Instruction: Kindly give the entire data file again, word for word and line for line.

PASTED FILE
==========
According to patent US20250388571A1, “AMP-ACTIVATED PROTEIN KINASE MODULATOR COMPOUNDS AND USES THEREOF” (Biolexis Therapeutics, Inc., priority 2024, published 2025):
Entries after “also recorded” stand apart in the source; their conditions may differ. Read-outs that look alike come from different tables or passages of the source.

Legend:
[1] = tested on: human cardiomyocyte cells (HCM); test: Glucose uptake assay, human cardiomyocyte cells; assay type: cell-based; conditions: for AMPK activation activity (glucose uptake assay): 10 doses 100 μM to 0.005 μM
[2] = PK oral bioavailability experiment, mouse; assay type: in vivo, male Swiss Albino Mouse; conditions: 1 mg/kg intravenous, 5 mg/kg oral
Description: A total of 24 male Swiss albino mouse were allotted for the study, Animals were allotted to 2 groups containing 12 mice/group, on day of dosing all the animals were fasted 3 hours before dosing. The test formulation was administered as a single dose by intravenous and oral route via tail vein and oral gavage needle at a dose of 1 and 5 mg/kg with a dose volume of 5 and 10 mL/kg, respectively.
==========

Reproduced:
According to patent US20250388571A1, “AMP-ACTIVATED PROTEIN KINASE MODULATOR COMPOUNDS AND USES THEREOF” (Biolexis Therapeutics, Inc., priority 2024, published 2025):
Entries after “also recorded” stand apart in the source; their conditions may differ. Read-outs that look alike come from different tables or passages of the source.

Legend:
[1] = tested on: human cardiomyocyte cells (HCM); test: Glucose uptake assay, human cardiomyocyte cells; assay type: cell-based; conditions: for AMPK activation activity (glucose uptake assay): 10 doses 100 μM to 0.005 μM
[2] = PK oral bioavailability experiment, mouse; assay type: in vivo, male Swiss Albino Mouse; conditions: 1 mg/kg intravenous, 5 mg/kg oral
Description: A total of 24 male Swiss albino mouse were allotted for the study, Animals were allotted to 2 groups containing 12 mice/group, on day of dosing all the animals were fasted 3 hours before dosing. The test formulation was administered as a single dose by intravenous and oral route via tail vein and oral gavage needle at a dose of 1 and 5 mg/kg with a dose volume of 5 and 10 mL/kg, respectively.